Lawmakers introduce bill to fund more medical residency slots to combat physician shortage, opioid crisis

Senate and House lawmakers introduced a bill that would fund 1,000 additional medical residency positions in the next five years to address an anticipated physician shortage and to combat the ongoing opioid crisis.

The Opioid Workforce Act of 2019 (S. 2892/H.R. 3414) would fund additional Medicare-supported graduate medical education positions in hospitals that have or are in the process of establishing approved residency programs in addiction medicine, addiction psychiatry or pain management.

The bill is being led in the House by Representatives Brad Schneider, D-Illinois; Susan Brooks, R-Indiana; Elise Stefanik, R-New York; and Ann Kuster, D-New Hampshire; and in the Senate by Sens. Maggie Hassan, D-New Hampshire, and Susan Collins, R-Maine.

Funding these new residency positions would significantly strengthen the health care workforce that serves on the front lines of the opioid epidemic and improve patient access to care, David Skorton, M.D., Association of American Medical Colleges (AAMC) president and CEO, said in a statement.

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A bill introduced earlier this year, the Resident Physician Shortage Reduction Act of 2019, is also awaiting action in both the Senate and the House of Representatives. It would gradually provide 15,000 Medicare-supported residency positions over a five-year period starting in 2021.

The AAMC projects that by 2032, the demand for physicians in both primary and specialty care will outpace supply by up to 121,900 physicians, primarily as a result of an aging population with increasing health care needs.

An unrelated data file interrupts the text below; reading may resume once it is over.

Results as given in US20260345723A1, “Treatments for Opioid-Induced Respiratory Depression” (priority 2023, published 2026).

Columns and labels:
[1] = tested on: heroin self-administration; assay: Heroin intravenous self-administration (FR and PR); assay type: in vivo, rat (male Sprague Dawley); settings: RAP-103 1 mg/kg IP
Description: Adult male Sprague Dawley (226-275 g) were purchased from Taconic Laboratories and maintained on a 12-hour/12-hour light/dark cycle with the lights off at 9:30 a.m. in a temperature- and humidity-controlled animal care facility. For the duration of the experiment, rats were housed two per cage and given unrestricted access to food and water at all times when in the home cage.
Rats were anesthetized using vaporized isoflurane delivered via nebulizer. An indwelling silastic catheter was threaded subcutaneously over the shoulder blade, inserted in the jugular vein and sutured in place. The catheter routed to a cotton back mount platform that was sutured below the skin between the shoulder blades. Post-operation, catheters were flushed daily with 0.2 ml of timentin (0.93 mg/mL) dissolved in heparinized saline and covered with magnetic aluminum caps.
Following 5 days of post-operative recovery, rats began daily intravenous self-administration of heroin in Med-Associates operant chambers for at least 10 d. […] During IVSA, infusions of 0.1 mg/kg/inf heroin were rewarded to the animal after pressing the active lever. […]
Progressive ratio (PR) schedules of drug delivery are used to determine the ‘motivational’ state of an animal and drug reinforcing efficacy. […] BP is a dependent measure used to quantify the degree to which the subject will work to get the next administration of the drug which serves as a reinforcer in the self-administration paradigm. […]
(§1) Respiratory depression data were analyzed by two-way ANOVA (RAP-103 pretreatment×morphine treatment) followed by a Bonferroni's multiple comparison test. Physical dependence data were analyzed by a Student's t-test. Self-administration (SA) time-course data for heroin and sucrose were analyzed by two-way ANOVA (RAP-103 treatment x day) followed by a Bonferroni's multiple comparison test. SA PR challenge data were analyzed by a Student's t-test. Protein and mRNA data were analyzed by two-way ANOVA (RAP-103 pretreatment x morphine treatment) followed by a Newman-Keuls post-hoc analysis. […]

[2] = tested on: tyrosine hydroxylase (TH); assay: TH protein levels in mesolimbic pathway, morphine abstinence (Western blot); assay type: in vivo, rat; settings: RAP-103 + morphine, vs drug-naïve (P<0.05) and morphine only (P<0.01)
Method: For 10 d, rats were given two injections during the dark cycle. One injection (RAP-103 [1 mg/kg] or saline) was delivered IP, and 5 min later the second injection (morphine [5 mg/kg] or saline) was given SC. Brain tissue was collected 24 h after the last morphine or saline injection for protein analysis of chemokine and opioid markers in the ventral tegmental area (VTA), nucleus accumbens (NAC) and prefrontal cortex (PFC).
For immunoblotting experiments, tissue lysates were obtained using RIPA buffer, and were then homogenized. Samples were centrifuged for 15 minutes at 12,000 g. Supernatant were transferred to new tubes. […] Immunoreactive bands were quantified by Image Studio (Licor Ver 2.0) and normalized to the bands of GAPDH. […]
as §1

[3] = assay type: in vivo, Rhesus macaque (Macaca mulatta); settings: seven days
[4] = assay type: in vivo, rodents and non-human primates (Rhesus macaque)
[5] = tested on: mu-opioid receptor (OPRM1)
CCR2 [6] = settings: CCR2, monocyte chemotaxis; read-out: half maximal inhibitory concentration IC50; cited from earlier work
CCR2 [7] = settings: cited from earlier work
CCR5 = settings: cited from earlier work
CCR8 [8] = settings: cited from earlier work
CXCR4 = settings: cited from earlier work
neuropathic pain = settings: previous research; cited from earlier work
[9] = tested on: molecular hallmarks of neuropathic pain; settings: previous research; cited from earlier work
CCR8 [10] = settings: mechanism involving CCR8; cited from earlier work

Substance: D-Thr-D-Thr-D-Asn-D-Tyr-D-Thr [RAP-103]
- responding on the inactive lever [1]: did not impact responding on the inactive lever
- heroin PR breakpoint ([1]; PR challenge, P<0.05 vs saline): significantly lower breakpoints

While U.S. medical school enrollment has increased, averting a physician shortage now depends on more residency training slots, according to the results of an annual survey from AAMC.

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The number of residency positions has increased only 1% a year, far lower than the 52% growth in medical school spots since 2002, the AAMC said. Federally supported residency training slots have been capped by Congress for more than 20 years, limiting the spots for medical school graduates to undergo additional training in a residency program before they can practice medicine.

"As communities across the country continue to deal with the devastating effects of substance use disorders and chronic pain, we enthusiastically thank Senators Maggie Hassan (D-N.H.) and Susan Collins (R-Maine) for introducing the Opioid Workforce Act of 2019," Skorton said. "This targeted and necessary approach to addressing the opioid epidemic will help patients access the care they need by increasing the number of physicians specifically trained to care for patients with substance use disorders."

In 2018, only 11% of individuals with a substance use disorder received treatment and 50 million Americans battled chronic pain, according to AAMC.